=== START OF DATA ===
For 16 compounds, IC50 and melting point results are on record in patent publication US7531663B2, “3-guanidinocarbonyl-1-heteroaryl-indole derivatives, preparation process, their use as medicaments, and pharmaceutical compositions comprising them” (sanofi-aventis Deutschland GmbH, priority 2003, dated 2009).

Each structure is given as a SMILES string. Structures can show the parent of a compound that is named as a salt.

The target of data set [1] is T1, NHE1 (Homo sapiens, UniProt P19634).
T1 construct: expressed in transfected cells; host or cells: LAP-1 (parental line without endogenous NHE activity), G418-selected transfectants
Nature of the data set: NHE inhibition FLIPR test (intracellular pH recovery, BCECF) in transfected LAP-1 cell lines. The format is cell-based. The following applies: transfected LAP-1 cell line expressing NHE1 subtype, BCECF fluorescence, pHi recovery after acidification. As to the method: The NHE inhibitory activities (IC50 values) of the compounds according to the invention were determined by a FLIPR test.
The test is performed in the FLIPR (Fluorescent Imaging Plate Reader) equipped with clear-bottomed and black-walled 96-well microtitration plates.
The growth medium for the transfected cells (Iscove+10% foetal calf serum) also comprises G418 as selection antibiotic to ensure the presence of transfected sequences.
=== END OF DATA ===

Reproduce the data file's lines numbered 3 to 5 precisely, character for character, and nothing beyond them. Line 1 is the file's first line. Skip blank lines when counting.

The target of data set [1] is T1, NHE1 (Homo sapiens, UniProt P19634).
T1 construct: expressed in transfected cells; host or cells: LAP-1 (parental line without endogenous NHE activity), G418-selected transfectants
Nature of the data set: NHE inhibition FLIPR test (intracellular pH recovery, BCECF) in transfected LAP-1 cell lines. The format is cell-based. The following applies: transfected LAP-1 cell line expressing NHE1 subtype, BCECF fluorescence, pHi recovery after acidification. As to the method: The NHE inhibitory activities (IC50 values) of the compounds according to the invention were determined by a FLIPR test.